I am a Bright Spot Therapy Dog named Betty. You may remember my sister Coco, a chocolate lab my parents rescued from Indiana.
She and my mom became a therapy dog team through Bright Spot Therapy Dogs, Inc. Coco worked over 2000 hours at Mom’s middle school (where my mom is the principal), providing comfort and support to the students and staff there. When Mom and Dad brought me home from the breeder (actually, even when they visited me when I was a week old, three weeks old, and six weeks old), they made it very clear that I was expected to follow in Coco’s paw prints and become a therapy dog. I embraced the challenge and continue to work toward one day being as effective as my big sister, Coco, was.
My brother, Jackson (also my litter mate), came to live with us when he and I were eleven months old. He is currently a therapy-dog-in-training, working at Mom’s school as he continues to learn. Jackson and I headed back to school last week.
Jackson and I are so happy to be back working at Mom’s school! Students returned Wednesday, August 30th. Mom reported that several students were asking her when she would be bringing us to school. One student said she felt anxious about being back and was hoping Mom would have a dog at school the first day. Mom decided that we needed to get back to work immediately.
I went to school with Mom the second day of school (Thursday) and Jackson went on Friday.
I also went to school Wednesday and Friday this week, and Jackson went Tuesday. Maggie, the behavior specialist’s golden retriever and another therapy dog in training, also went to school Friday. Mom says we are such integral pieces of students’ school experience that they come to depend on us.
My first day back, a seventh grade boy saw me enter the building and ran over to hug me. Mom asked him to take my leash and walk me down to the behavior specialist’s room.
I was jumpy because I was so excited to be back. Mom apologized, and the student said, I understand, Betty! I am very excited to see you, too! We met up with another seventh grader who was heading to the behavior specialist’s room. I jumped on him and again, Mom apologized. He replied, Oh my gosh!! I am SO happy to see you, Betty!! I understand you are just as excited as I am. When I jumped up, he hugged me tight, and I knew I was right where I was supposed to be, back with my friends.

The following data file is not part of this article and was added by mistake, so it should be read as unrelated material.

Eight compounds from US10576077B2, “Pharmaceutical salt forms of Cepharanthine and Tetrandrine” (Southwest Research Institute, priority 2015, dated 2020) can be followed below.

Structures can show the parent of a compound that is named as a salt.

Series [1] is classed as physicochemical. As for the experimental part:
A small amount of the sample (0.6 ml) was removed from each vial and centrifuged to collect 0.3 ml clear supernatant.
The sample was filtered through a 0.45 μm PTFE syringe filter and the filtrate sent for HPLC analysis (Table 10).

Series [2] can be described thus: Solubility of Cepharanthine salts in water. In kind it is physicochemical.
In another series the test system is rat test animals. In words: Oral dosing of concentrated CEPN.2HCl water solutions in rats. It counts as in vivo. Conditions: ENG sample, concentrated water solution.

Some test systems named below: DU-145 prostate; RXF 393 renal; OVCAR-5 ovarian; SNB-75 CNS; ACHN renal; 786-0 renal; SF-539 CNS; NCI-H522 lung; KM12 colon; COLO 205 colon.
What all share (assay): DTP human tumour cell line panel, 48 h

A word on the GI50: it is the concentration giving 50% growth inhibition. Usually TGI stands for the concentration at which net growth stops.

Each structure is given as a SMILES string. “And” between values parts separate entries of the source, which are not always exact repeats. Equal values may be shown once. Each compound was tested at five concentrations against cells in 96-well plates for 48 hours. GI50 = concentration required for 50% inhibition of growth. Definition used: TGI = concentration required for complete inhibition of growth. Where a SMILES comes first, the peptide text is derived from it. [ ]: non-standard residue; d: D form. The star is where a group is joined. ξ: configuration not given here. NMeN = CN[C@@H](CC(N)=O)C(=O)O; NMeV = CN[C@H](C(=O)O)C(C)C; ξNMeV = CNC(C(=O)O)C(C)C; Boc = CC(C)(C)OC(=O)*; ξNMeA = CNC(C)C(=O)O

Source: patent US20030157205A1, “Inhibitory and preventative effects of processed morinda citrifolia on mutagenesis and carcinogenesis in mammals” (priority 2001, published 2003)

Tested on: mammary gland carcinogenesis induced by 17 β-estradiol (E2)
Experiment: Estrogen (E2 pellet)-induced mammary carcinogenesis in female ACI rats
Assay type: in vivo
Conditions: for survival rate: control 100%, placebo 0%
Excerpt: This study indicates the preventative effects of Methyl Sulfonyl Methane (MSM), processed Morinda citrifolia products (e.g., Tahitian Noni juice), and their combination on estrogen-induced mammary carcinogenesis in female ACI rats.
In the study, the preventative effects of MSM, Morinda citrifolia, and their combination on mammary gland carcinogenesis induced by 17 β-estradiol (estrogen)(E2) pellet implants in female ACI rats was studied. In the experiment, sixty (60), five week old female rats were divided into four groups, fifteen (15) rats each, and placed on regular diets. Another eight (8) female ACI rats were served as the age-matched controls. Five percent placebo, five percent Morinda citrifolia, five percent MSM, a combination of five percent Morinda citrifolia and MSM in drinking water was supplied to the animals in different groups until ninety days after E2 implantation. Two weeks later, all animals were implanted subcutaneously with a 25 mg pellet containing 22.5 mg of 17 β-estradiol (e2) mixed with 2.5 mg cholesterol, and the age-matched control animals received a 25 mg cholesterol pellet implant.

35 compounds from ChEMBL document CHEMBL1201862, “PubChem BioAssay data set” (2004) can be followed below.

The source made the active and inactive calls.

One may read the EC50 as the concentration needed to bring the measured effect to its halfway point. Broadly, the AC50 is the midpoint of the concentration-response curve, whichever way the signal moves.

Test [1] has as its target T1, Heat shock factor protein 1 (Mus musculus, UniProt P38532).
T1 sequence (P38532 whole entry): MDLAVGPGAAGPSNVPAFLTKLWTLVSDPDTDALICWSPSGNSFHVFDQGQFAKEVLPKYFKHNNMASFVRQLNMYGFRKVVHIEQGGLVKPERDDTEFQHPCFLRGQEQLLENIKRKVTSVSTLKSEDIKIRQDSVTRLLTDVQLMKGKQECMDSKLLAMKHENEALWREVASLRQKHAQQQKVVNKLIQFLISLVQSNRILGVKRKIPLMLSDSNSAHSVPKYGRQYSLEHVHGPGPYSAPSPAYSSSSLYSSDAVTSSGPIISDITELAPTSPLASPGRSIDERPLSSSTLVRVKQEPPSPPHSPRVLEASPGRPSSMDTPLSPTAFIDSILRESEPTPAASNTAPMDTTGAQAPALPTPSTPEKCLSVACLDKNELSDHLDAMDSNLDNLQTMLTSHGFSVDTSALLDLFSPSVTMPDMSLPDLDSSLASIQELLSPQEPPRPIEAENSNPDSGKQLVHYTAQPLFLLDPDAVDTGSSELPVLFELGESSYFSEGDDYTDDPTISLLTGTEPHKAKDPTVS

As Mom says, once you get back to school, it feels like you never left.
My old seventh and eighth grade friends in both the behavior specialist’s room and the therapeutic classroom were so happy to reconnect with me. I met many new sixth graders, as well. My first day back, one sixth grader exclaimed, I get to be in this room AND there are dogs here??? I LOVE this place!! Mom says this student is anxious and was struggling with the transition from elementary school to middle school. I have helped ease that transition for him. He and I are quickly becoming very close. A seventh grader was struggling getting into school the first days back. Seeing me, and knowing he would be able to spend time with me, got him excited about being back. After connecting with me, he was able to get back into the routine of school and to reconnect with his friends.
I spent most of my time this week and last in the behavior specialist’s room, the therapeutic classroom, and the language based classroom.